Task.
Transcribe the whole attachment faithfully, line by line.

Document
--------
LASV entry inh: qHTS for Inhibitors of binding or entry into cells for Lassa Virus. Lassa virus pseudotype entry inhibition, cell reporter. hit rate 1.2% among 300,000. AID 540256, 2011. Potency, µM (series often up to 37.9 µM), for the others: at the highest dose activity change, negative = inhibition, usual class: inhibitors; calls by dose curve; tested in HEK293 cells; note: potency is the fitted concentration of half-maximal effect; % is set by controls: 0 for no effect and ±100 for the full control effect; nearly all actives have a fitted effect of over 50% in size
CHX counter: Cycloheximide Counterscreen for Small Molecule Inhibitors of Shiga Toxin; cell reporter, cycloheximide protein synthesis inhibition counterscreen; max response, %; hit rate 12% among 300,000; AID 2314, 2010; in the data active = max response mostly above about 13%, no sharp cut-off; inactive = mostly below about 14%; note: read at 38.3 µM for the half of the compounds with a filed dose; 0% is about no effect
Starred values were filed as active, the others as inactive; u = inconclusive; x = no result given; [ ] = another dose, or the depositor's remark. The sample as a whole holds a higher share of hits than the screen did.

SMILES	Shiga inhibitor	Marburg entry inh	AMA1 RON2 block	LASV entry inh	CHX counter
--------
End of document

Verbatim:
LASV entry inh: qHTS for Inhibitors of binding or entry into cells for Lassa Virus. Lassa virus pseudotype entry inhibition, cell reporter. hit rate 1.2% among 300,000. AID 540256, 2011. Potency, µM (series often up to 37.9 µM), for the others: at the highest dose activity change, negative = inhibition, usual class: inhibitors; calls by dose curve; tested in HEK293 cells; note: potency is the fitted concentration of half-maximal effect; % is set by controls: 0 for no effect and ±100 for the full control effect; nearly all actives have a fitted effect of over 50% in size
CHX counter: Cycloheximide Counterscreen for Small Molecule Inhibitors of Shiga Toxin; cell reporter, cycloheximide protein synthesis inhibition counterscreen; max response, %; hit rate 12% among 300,000; AID 2314, 2010; in the data active = max response mostly above about 13%, no sharp cut-off; inactive = mostly below about 14%; note: read at 38.3 µM for the half of the compounds with a filed dose; 0% is about no effect
Starred values were filed as active, the others as inactive; u = inconclusive; x = no result given; [ ] = another dose, or the depositor's remark. The sample as a whole holds a higher share of hits than the screen did.

SMILES	Shiga inhibitor	Marburg entry inh	AMA1 RON2 block	LASV entry inh	CHX counter